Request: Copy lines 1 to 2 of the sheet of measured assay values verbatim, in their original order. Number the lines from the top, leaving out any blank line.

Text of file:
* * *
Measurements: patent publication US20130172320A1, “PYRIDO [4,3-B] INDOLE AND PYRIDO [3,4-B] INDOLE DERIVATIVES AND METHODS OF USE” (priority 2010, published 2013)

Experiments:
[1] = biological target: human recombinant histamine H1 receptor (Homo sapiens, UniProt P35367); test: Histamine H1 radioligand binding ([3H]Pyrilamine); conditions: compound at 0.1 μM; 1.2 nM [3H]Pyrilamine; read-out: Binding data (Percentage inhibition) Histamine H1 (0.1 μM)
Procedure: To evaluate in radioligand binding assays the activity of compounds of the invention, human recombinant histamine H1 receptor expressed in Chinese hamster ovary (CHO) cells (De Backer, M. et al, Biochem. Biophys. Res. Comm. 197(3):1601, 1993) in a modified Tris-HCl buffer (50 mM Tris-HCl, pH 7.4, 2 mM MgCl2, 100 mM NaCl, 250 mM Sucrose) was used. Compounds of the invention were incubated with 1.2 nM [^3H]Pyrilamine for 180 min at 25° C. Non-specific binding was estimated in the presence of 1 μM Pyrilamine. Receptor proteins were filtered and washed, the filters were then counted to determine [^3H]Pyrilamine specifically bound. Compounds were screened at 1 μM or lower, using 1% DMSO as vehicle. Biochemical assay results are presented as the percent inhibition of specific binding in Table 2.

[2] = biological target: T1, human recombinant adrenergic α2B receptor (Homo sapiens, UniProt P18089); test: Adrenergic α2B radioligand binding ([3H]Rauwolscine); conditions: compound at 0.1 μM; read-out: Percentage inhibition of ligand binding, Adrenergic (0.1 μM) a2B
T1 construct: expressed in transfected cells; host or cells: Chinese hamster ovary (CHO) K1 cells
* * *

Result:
Measurements: patent publication US20130172320A1, “PYRIDO [4,3-B] INDOLE AND PYRIDO [3,4-B] INDOLE DERIVATIVES AND METHODS OF USE” (priority 2010, published 2013)

Experiments: